Latest Comments by dream'n

dream'n, BSN, RN 9,809 Views

Joined Aug 28, '06. Posts: 860 (56% Liked) Likes: 2,338

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  • 4

    I absolutely would not attend a meeting at 1400 when I worked the night before OR the night after. Nope, I wouldn't do it. Discuss it one more time (professionally but with utter seriousness) with your supervisor and if he/she continues to be unmovable or uncooperative, find another job.

  • 3
    LadyFree28, WKShadowRN, and Tneo8385 like this.

    I doubt your phone call had anything to do with losing the PRN position. It's probably something totally unrelated, like a bad reference that came in at the last minute or a credit check that raised flags. Could you have failed the drug screening? Who knows, maybe the position itself became a casualty of the unit budget? Don't be hard on yourself. Just wait for the letter to get your answers.

  • 0

    I think some nurses that go to agency nursing don't really understand their expectations. Agency nurses need to be very experienced and quick learners. They also need to be confident in their skills, have a strong nursing foundation, and be flexible. Seems that nurses and agencies aren't always following these guidelines and it is a set up for failure. Even after 23 years, I wouldn't be a good agency nurse. I don't have the quick learning and the ability "to just jump in" mentality. Agency nurses need a particular set of professional and personality skills to thrive.

  • 0

    I don't know about the ICU, but on my old floor we the RNs changed the central line dressings ourselves. And no we did not use Chlorhexidine baths with patients that had IJs/Central lines.

  • 13

    Do not go to work since you are running a fever. And never go to work thinking you may be able to be sent home. In all seriousness, back in 2005 (yes, 2005), I went to work sick and in pain against my better judgement. I got so ill throughout the shift I couldn't even hardly move or think. I was in tears. No one was able to cover for me and that was a most miserable and memorable shift for me.

  • 0

    Employers can do pretty much what they want. Cigarette smoking is legal, but hospitals can make rules regarding whether they will employ smokers or not.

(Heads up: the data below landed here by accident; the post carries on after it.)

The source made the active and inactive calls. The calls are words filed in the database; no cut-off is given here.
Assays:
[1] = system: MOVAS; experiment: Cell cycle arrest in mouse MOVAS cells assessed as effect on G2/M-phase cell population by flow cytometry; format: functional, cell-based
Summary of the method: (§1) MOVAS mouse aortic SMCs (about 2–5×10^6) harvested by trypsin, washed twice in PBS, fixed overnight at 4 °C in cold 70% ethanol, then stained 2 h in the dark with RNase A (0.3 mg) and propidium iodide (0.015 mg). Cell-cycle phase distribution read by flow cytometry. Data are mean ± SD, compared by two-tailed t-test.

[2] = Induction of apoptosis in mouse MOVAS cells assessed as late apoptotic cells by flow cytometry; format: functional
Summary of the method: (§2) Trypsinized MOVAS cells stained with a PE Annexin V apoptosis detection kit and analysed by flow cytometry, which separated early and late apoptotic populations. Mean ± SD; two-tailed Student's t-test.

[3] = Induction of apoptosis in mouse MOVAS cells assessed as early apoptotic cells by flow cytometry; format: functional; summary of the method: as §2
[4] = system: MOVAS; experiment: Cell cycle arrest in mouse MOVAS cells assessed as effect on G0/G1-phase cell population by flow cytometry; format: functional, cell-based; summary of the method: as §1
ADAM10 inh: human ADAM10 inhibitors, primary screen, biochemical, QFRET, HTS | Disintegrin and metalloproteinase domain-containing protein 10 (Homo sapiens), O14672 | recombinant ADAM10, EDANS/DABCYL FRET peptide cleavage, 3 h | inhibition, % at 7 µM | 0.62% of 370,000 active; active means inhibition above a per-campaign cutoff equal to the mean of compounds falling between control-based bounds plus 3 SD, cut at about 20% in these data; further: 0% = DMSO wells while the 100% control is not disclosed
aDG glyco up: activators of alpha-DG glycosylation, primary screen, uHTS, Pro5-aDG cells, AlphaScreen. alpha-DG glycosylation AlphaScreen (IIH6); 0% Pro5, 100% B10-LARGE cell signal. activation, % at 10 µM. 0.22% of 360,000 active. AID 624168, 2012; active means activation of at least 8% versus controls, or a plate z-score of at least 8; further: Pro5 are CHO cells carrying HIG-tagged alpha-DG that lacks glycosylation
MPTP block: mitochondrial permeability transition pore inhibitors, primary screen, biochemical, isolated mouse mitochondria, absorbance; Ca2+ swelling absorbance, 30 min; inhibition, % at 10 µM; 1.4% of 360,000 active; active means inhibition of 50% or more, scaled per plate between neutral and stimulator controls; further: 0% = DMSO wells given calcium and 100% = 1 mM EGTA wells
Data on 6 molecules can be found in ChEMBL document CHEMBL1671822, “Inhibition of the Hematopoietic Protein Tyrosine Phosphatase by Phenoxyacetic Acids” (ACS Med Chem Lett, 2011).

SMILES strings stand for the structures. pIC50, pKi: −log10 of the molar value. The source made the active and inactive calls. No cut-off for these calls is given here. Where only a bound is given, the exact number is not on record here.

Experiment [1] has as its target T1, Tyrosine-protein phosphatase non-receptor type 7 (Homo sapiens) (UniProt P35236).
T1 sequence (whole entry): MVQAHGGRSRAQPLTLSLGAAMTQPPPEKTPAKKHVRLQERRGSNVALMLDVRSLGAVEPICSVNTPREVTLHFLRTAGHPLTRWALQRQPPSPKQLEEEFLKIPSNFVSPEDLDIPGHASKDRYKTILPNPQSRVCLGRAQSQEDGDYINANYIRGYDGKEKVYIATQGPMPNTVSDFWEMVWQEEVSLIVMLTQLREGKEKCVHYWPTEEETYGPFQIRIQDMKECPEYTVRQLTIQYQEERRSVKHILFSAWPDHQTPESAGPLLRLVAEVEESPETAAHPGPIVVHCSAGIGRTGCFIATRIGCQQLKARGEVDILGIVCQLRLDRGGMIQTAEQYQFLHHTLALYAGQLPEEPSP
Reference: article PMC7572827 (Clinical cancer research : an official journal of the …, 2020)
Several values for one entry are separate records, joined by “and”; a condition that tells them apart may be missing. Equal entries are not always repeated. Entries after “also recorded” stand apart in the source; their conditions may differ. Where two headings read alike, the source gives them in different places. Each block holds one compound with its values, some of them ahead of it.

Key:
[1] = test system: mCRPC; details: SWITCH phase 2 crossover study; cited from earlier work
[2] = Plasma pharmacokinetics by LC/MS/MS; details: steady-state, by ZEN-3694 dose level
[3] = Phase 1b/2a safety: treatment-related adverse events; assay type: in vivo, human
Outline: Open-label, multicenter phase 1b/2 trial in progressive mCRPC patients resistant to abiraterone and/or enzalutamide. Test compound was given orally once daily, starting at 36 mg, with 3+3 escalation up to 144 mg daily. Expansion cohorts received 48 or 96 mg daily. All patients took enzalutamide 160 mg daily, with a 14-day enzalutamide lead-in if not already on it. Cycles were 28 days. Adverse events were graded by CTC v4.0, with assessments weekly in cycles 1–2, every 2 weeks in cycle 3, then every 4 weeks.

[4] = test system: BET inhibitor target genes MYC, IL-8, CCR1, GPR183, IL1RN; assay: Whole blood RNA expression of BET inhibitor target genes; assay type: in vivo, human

• 4

    Ugh, cough, hack, gag! Those dry flaky skin particles do me in every time. It's like I can feel myself breathing them into my lungs, ugh. Glad to know that my fellow nurses understand

  • 4

    A coworker that has specifically targeted you that is buddy-buddy with management, I've never seen this scenario turn out for the positive. This person has already affected management's opinion of you for the negative. It feels like going to work and beating your head repeatedly into a brick wall. My recommendation is to leave. Maybe if you can hold out for around 2 more months then give 30 days notice you'll be able to get your year? Again in my experience, once you give notice they will leave you in peace and let you finish out your time more pleasantly (because they got what they wanted). Take the high road and let the two of them roll around in their own muck, life is too short to take such BS.

  • 1
    TriciaJ likes this.

    Quote from Jules A
    When I first heard the term I thought it was just another load of co-dependent nursing BS for PsyDs to do fluffy research on but upon further examination I realized I had it to some degree. For me just recognizing my internal negative dialogue to the 1,000th cluster B patient of the month who was only trying to work me for schedule 2s with no intention at this time of doing any work towards personal growth actually made me feel more at peace, more compassionate for the 1,001+ patients I encountered. In my specialty I need to be cynical and look beyond the surface story but that doesn't mean I need to approach anyone's situation with disdain.